We're heading to Cyrene again, my third trip here this week! This time, with a small team to help Siti clear up the seagrass experiment site there.
As usual, Alex and his crew at Summit Marine gets us all safely and quickly onto the submerged reef.
Grey bonnet snail (Phalium glaucum) probably on its way to burrow into the sand for the day. These snails seem common on Cyrene, but are only seen in numbers at night.
guiding a team from MPA. But we met up with Siti and the team briefly then.
Sickle seagrass (Thalassia hemprichii), while I went to gather some samples of seagrasses for Siti's upcoming Seagrass Workshop. I noticed some of the Serrated ribbon seagrasses (Cymodocea serrulata) had reddish bands on the leaf blades. I wonder what that means?
Snaky sea anemone (Macrodactyla doreensis).
Swimming anemones (Boloceroides mcmurrichi) and tiny ones too stuck to seagrass blades. Tucked among the seagrasses, tiny Carpet anemones!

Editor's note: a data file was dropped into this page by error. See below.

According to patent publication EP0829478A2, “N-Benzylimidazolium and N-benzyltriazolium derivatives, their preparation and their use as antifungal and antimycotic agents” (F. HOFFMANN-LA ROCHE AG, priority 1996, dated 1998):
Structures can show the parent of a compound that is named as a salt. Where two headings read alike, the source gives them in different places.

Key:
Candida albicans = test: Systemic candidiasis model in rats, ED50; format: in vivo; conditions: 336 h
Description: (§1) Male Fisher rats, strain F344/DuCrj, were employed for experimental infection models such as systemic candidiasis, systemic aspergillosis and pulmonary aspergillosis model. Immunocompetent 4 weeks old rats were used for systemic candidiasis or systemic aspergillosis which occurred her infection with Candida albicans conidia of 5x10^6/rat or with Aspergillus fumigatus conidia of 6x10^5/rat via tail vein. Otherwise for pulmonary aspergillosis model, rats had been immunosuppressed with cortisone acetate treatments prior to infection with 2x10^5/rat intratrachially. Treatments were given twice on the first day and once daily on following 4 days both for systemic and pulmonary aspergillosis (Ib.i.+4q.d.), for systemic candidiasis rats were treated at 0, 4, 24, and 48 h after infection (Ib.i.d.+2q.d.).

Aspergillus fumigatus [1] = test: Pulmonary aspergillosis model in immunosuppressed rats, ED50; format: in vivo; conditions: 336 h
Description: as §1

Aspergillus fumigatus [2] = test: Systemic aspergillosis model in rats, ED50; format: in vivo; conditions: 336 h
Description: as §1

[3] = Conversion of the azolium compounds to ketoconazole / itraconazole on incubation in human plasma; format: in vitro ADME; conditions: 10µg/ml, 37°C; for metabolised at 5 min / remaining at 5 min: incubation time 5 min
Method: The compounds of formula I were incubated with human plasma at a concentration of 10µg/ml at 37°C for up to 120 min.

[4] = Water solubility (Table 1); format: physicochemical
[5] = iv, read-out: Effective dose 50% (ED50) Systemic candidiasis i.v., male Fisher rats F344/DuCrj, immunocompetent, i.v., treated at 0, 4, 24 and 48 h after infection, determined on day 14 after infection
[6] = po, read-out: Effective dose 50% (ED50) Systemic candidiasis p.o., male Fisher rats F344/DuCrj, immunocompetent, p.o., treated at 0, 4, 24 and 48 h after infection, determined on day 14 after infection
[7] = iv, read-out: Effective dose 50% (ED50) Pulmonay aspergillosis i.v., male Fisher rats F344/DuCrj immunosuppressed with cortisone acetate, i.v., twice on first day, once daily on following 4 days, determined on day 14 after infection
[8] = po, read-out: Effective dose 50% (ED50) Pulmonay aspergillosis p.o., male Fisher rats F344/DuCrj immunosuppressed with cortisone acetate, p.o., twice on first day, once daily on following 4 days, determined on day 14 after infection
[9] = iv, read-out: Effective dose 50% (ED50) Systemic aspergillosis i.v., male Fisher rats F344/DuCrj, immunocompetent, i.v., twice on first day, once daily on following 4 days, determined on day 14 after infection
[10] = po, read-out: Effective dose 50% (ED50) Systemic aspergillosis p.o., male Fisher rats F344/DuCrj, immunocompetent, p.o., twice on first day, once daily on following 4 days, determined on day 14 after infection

night trip to Cyrene a few days earlier.
anemone with large polka-dots on the body column that we've also seen at Changi.
cerianthids (Order Ceriantharia), also called Peacock anemones because of their colourful variety. Although they look like sea anemones, they are not true sea anemones.
octopus who stayed still enough for me to take a close up photo with clumsy Sneaky Swimming Camera!
Star Trackers back on Cyrene after many years of absence. They are the Knobbly sea star experts! He had a look at the Knobbly sea stars (Protoreaster nodosus) situation here. He thinks it's time to do more studies on them, particularly on the population of baby Knobblies. Hurray!
Seagrass Workshop on 2 Jul (Mon). The workshop is FREE! Come and join us if you want to find out more about our seagrasses and how you can make a difference for them.
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